LaToya Holloman knew the man who was stabbed to death Sunday night in the first homicide of 2014. They'd talked not long ago.
"At my rally," Holloman said.
Holloman, 29, is a growing figure in our city's anti-violence efforts. She's started a street ministry, and has organized weeklong rallies, marches, concerts, with another rally scheduled this Sunday at 4 p.m. at Orchard Park Seventh-day Adventist Church -- all for one reason.
"Stop the violence," she said.
But how? This will not be our last killing of 2014; in the months to come, there will be more shootings and stabbings in the same neighborhoods where folks were shot and stabbed in 2013. And 2012. And 2011.
Perhaps to stop the violence, we need to see it for what it really is.
"A contagious disease," said Gary Slutkin.
Slutkin is a doctor who spent years in Third World countries fighting epidemics: cholera, tuberculosis, AIDS. Returning to America, he realized that in certain violence-prone neighborhoods, there was a similar contagion at work.
Just like the flu, violence behaves like an epidemic. It infects. It spreads. There are hosts, victims and hot spots.
"Like infectious epidemics," he says in his 15-minute TED Talk.
If a measles outbreak hits Red Bank or whooping cough busts through East Brainerd, officials will respond with a strategy of controlling -- and then stopping -- the disease. The same strategy can be applied to violence; to understand why, we have to recognize the nature of violence itself.
Like a virus, we get sick when we're exposed to it.
"The greatest predictor of a case of violence is a preceding case of violence," Slutkin said. "Which also sounds like ... the greatest risk factor of tuberculosis is having been exposed to tuberculosis."
A multitude of studies -- behavioral, neurological -- illustrate how violence plus violence equals more violence. (A gang banger's brain is literally altered by violence). Even without the science, our hearts recognize this as true. We've felt how violence can disfigure, how it neither elevates nor promotes. How it shames and sickens. Somehow, we can't keep it to ourselves: We get wounded, and we pass the pain onto others.
This explains gang shootings and road rage and war-making and rape and gossip and mean-talk.
So in 2000, Slutkin began Cure Violence on the streets of Chicago; he identified the main carriers of violence, then those susceptible ones who may become future carriers.
He then hired "violence interrupters": individuals with street backgrounds (ex-gang leaders, paroled prisoners, folks with trust and community cred) and trained them just as you would train a medical worker in Asia working to stop a bird flu outbreak.
"Just like health workers in Somalia, but designed for a different category, and trained in persuasion, cooling people down, buying time, reframing," he said.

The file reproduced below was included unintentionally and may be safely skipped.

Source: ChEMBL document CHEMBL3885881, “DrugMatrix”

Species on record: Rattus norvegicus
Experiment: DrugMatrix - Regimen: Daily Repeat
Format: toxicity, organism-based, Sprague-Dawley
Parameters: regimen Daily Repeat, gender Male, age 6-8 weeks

(I can name a half-dozen perfect interrupters right now; Holloman is one. Before it was disbanded, the Gang Task Force was set to hire three interrupters).
Next, after outreach workers begin altering patterns of community behavior and thinking so that violence is transmitted less and less and less. No one with a badge or City Hall office stands up and declares certain men as the worst of the worst, yet it is this model of punishment that defined our anti-violence policy.
"It reminded me of ancient epidemics that were previously completely misunderstood," Slutkin said. "The prevalent ideas were that there were bad people or bad humors or bad air. And widows were dragged around the moat and dungeons were part of the solution."
Federal prison is the new dungeon, and it is not working and never will any more than stopping cholera by blaming sick people. These ideas are not soft on crime. Just ... scientific and smart.
That first year of Slutkin's work?
"A 67 percent drop in shootings and killings," Slutkin explains.
Cure Violence has been replicated in 20 other American cities, and is spreading (pun intended) into anti-violence efforts around the globe: Puerto Rico, Kenya, Iraq and other countries. Time will tell how fast these ideas spread here. But no new police chief or anti-violence strategy will succeed long term without them.
"A new strategy, a new set of methods, a new set of workers: science, in a way, replacing morality," Slutkin said.
Like Holloman says, stop the violence before it spreads.
Contact David Cook at firstname.lastname@example.org or 423-757-6329. Follow him on Facebook and Twitter at DavidCookTFP.
David Cook is the award-winning city columnist for the Times Free Press, working in the same building where he began his post-college career as a sportswriter for the Chattanooga Free Press. Cook, who graduated from Red Bank High, holds a master's degree in Peace and Justice Studies from Prescott College and an English degree from the University of Tennessee at Knoxville. For 12 years, he was a teacher at the middle, high school and university ...